“He doesn’t give us things on purpose. I kind of know what’s happening, but I’m not sure. I was doing something not knowing exactly where it leads, and maybe that’s good, because in life, we don’t know where we’re going.”
That’s about as fine an encapsulation of Terrence Malick’s new moving poem of a film, To the Wonder, as we’re likely to get. The quote was said by the film’s star, Olga Kurylenko, and, to me, brings the entirety of the film together.
But love fades. Whether it’s Neil’s indifference or Marina’s hinted-at emotional instability, the two are driven apart. A new love enters, and is nursed accordingly. Jealously takes hold, indifference reappears, reconciliations are discussed, then disregarded, then considered again. Though, this being a Malick film, nothing is as direct as I might be making it sound. Very little dialogue motivates the story, and just as much is inferred as is made clear. The film flows round and round, shifting seamlessly and inexplicably to new moods, abrupt tones, and fluctuating ideas. Not all of which, it must be said, are welcome.
Malick famously overshoots his films, routinely resulting in several actors having their work taken out of his final pictures. Had Bardem’s slum subplot been cut, I’d be tempted to label To the Wonder as masterful. But as it sits now, I’ll consider it a great film with faults.
I stand as an ardent enthusiast of Malick’s films, but it’s clear that the man has his fair share of detractors. For one, Malick’s films make us uncomfortable. I watch a lot of movies – new, old, whatever – and I would estimate that 90 percent of the films made (especially today) have a firm beginning, middle, and end. They introduce characters, bring about a conflict, and have the characters resolve said conflict. And that makes people comfortable; that’s what they’re used to. They enter a film knowing that they’ll leave with a definite understanding of what happened to the people on screen.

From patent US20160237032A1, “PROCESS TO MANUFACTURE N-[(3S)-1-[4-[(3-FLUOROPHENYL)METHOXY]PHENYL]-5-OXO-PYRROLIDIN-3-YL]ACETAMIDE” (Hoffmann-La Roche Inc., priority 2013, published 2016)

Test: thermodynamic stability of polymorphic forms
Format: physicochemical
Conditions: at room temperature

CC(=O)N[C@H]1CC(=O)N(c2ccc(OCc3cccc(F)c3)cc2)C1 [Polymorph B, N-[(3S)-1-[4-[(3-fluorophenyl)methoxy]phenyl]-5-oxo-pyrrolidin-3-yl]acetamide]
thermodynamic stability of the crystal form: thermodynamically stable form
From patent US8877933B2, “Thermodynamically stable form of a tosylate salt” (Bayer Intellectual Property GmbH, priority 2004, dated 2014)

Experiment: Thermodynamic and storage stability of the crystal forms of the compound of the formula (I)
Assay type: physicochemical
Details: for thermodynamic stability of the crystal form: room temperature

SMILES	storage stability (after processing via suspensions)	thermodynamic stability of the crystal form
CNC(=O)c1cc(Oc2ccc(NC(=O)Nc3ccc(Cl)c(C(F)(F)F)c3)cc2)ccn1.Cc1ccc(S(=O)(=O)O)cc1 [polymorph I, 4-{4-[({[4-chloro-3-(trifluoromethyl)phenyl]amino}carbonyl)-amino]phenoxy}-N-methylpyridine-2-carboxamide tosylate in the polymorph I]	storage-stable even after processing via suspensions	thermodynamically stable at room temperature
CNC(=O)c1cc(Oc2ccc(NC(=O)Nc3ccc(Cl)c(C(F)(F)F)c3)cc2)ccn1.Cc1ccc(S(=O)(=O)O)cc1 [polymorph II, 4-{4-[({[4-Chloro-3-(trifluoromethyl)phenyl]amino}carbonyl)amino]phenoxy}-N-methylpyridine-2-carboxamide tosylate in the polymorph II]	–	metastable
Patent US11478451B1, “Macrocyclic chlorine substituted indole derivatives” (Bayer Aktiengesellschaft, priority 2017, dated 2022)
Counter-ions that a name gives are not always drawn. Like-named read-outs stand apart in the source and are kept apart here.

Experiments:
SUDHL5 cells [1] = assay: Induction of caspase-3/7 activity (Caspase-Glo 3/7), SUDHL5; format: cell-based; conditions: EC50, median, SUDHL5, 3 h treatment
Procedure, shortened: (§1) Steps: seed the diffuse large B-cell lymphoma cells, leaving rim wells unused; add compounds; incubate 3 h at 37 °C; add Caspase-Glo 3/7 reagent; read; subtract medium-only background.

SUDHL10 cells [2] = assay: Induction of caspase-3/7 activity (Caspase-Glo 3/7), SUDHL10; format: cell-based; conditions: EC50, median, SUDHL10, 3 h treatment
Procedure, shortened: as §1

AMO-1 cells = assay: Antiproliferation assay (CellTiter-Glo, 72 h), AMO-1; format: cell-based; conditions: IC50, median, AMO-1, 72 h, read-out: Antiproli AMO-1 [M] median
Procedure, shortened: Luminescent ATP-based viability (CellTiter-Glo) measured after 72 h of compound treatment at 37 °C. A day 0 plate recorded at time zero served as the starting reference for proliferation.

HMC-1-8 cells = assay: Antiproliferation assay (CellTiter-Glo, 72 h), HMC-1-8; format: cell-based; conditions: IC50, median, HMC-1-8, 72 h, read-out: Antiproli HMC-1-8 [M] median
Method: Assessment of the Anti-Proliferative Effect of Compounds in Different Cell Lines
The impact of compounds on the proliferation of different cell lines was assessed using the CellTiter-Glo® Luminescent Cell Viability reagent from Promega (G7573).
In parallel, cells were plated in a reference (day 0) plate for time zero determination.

With Malick, you watch, you take in, you discuss, and you decide whether or not the film was worthy of your time. But maybe it grows. Maybe its opaque ideas become more rooted in truth. Maybe you understand. I have yet to see a Malick film that is best taken at face value – they all get better with time and repeat viewings. It’s not in my nature to dissect a film, but with Malick, I love to let his work tease me – to bait my most innocent questions. His films are puzzles that may or may not be missing some pieces. To the Wonder may not know where it wants to go, possibly because its characters don’t know where they want to go. When was the last time you had a conversation with someone and you knew for certain how and when it was going to end? Me? Never. A-